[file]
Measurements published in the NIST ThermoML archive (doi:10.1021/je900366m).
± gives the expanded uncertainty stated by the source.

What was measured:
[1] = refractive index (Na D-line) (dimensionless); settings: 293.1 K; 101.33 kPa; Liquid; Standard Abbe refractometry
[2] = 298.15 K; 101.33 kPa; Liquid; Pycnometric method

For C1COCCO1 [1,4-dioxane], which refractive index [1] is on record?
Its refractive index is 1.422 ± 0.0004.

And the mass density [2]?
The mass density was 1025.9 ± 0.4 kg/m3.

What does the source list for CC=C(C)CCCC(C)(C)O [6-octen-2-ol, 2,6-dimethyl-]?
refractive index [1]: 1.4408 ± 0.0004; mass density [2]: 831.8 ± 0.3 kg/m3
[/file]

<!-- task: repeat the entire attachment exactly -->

Measurements published in the NIST ThermoML archive (doi:10.1021/je900366m).
± gives the expanded uncertainty stated by the source.

What was measured:
[1] = refractive index (Na D-line) (dimensionless); settings: 293.1 K; 101.33 kPa; Liquid; Standard Abbe refractometry
[2] = 298.15 K; 101.33 kPa; Liquid; Pycnometric method

For C1COCCO1 [1,4-dioxane], which refractive index [1] is on record?
Its refractive index is 1.422 ± 0.0004.

And the mass density [2]?
The mass density was 1025.9 ± 0.4 kg/m3.

What does the source list for CC=C(C)CCCC(C)(C)O [6-octen-2-ol, 2,6-dimethyl-]?
refractive index [1]: 1.4408 ± 0.0004; mass density [2]: 831.8 ± 0.3 kg/m3